restricted access Will the Circle Be Unbroken?: Reflections on Death, Rebirth, and Hunger for a Faith by Studs Terkel (review)
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Will the Circle Be Unbroken?: Reflections on Death, Rebirth, and Hunger for a Faith. By Studs Terkel. New York: New Press, 2014. 448 pages. Softbound, $18.95.

Studs Terkel originally published Will the Circle Be Unbroken? in 2001 (New York: New Press). The title takes its name from a popular Christian hymn that Ada R. Habershon wrote in 1907, "Will the Circle Be Unbroken, By and By, [End Page 440] Lord, By and By"; Doc Watson, a blind folk singer and one of Terkel's interviewees, also popularized the hymn. This 2014 paperback edition of Terkel's book includes an invaluable essay by Jane Gross, who found it "beyond daunting" to write a new foreword to the "last book of oral history published by Studs Terkel in his lifetime" (xv). (Terkel did go on to publish four other books—all his own memoirs—after Will the Circle Be Unbroken?: Hope Dies Last: Keeping the Faith in Troubled Times [New York: The New Press, 2003] and three other memoirs.) Acknowledging oral history as a popular literary form, Gross asks what methodology ("modus operandi") Terkel utilized when it came to something as abstract and mysterious as an oral history book on death.

Reflecting back on Terkel's life of deep political engagements and notable achievements, Gross found that Terkel had little to say about the subject of death prior to this work—despite the fact he had undergone a quintuple bypass at eighty-four and survived. Although Gore Vidal first suggested that Terkel tackle this topic as a book as early as 1970, it was the death of Terkel's beloved wife Ida Goldberg on December 23, 1999, that set the project into motion—the book is dedicated to Ida and their sixty-year marriage. It was Dr. Joseph Messer, Ida's cardiologist, who also suggested to Terkel that he take on this oral history project and bring this book to fruition. Terkel's editor of over thirty-five years, André Schiffrin, had traditionally come up with the themes and topics for all of Terkel's earlier oral history books. But this one, Terkel said, was particularly for Ida, inspired by her doctor.

For the Pulitzer-prize-winning griot of oral history, there is more than a touch of irony to writing a book on life and death—having himself been celebrated for celebrating the lives of the uncelebrated over his long career. As America's oral historian, he was the public face of oral history, who used his longevity wisely to record oral histories on aging and activism, despite our society's emphasis on youth and beauty. According to Gross, Terkel asked the deeper questions and helped move the conversation towards the subject of death and dying a good decade before there was a national conversation about the emotional, religious, legal, financial, and traumatic implications associated with aging, and from Gross's perspective, "there is still not enough of that kind of talk" (xix).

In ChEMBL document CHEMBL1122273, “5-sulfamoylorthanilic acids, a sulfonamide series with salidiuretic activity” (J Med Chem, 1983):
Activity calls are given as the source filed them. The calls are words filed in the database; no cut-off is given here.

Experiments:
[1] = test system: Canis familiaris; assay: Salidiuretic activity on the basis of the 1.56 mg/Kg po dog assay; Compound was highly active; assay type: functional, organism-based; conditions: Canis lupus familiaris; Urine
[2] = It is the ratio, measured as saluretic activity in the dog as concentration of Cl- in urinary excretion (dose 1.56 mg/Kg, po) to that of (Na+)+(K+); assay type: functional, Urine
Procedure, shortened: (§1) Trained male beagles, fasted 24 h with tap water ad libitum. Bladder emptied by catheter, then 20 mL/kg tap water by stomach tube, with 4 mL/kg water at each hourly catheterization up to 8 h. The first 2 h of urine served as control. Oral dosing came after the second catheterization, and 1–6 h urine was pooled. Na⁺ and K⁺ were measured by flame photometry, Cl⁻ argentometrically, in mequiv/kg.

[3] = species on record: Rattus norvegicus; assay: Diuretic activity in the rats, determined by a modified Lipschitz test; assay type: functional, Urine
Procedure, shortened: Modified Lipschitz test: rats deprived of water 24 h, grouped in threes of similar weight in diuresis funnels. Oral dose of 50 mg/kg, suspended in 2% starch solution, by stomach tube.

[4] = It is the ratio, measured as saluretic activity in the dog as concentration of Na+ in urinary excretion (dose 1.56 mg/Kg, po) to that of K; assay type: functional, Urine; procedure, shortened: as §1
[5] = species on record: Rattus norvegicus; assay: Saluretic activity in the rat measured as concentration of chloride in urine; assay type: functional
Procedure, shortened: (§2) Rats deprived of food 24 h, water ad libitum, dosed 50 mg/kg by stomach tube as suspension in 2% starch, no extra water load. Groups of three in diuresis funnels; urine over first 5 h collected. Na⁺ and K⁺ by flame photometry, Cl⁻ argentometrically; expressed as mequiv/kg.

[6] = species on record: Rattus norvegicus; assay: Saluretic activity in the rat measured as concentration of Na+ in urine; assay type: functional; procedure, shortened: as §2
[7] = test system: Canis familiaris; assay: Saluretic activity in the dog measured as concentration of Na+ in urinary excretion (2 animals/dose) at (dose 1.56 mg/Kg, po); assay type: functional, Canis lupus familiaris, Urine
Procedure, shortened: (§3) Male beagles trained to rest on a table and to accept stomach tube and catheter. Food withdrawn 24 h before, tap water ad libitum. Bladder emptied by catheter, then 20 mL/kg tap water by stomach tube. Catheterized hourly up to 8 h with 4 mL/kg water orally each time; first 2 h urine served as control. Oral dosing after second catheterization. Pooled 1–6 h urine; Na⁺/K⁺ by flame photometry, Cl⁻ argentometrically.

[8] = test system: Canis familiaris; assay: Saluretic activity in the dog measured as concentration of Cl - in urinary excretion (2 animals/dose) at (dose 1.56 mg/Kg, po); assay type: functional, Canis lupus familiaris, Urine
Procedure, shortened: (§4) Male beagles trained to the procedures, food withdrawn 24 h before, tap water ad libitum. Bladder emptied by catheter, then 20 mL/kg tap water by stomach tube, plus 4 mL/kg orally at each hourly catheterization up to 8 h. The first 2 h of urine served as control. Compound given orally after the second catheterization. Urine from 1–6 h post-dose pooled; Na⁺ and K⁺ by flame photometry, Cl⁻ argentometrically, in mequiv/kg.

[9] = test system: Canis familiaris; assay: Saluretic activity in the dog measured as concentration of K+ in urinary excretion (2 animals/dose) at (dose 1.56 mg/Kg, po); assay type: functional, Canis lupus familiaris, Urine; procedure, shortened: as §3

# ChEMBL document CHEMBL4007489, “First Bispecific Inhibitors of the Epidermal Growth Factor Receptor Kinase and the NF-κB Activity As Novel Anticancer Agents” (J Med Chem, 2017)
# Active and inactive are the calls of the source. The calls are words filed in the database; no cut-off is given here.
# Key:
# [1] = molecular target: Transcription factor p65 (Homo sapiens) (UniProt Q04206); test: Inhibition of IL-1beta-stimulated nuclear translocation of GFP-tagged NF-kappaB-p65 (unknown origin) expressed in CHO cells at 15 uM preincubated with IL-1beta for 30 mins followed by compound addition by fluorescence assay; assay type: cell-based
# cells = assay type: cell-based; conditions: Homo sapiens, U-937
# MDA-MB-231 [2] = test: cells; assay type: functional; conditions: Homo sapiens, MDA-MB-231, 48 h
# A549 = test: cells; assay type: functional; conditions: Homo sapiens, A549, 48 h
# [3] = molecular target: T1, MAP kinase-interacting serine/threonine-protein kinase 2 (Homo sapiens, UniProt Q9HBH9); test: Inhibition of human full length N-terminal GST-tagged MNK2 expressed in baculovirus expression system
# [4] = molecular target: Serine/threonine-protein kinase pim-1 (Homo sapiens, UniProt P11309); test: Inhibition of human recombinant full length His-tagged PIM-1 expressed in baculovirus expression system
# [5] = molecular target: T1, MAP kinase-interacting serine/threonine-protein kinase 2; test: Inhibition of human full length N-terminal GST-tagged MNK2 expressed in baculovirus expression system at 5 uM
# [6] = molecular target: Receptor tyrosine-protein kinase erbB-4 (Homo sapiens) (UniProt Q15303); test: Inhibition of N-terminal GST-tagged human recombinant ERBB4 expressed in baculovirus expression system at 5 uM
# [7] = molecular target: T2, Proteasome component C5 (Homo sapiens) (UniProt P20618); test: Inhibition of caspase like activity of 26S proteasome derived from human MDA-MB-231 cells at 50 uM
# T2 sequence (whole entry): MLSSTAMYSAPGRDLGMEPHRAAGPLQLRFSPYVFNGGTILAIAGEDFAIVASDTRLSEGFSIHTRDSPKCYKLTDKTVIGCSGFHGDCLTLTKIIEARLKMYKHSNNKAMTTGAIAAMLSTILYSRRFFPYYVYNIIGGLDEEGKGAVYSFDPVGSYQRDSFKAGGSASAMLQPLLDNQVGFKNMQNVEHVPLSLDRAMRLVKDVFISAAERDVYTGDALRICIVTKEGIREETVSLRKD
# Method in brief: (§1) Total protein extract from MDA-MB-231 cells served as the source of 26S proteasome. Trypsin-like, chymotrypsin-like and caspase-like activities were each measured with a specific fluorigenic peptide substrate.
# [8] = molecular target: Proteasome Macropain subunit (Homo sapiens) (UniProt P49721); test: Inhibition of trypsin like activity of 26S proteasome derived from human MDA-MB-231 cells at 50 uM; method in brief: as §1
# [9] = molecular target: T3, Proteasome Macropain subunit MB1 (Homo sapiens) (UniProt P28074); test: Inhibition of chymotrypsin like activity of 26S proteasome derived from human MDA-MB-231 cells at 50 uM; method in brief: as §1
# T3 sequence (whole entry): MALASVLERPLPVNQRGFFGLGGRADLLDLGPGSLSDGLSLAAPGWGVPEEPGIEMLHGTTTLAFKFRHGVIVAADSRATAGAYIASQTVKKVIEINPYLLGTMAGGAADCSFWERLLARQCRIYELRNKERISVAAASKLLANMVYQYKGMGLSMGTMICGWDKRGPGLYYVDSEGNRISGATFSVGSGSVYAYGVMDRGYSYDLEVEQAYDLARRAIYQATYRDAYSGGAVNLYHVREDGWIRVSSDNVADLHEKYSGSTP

As in many of Terkel's other books, the sixty-two interview subjects in Will the Circle Be Unbroken? are mostly from Chicago, ranging widely in ages, religions, and status; they were easily accessible in the Windy City, his hometown. Terkel already knew many of his informants—gospel and folk singers, authors, actors, educators, and activists—some from past projects (for example, Hard Times: An Oral History of the Great Depression [New York: Pantheon Books, 1970] and Coming of Age: Growing Up in the Twentieth Century [New York: New Press, 2007]), including Kid Pharaoh, Carlos Cortez, Peggy Terry, Vernon Jarrett, Haskell Wexler, Ira Glass, Utah Hagen, Quinn Brisben, and Bruce Bendinger. [End Page 441]

The concept of circle has multiple meanings within this work, several of which are represented in the chapter "God's Shepherds." Rabbi Robert J. Marx, active in social justice issues close to the Jewish community, formed a Hakafa (circle) at his Jewish Reform congregation, made up of social workers, doctors, writers, attorneys, and caregivers. Carlos Cortez's father—a Mexican Indian—celebrated death as "just a process of the circle" (353). Father Leonard Dubi, a Chicago pastor, told Terkel the reason he became a priest was because of his...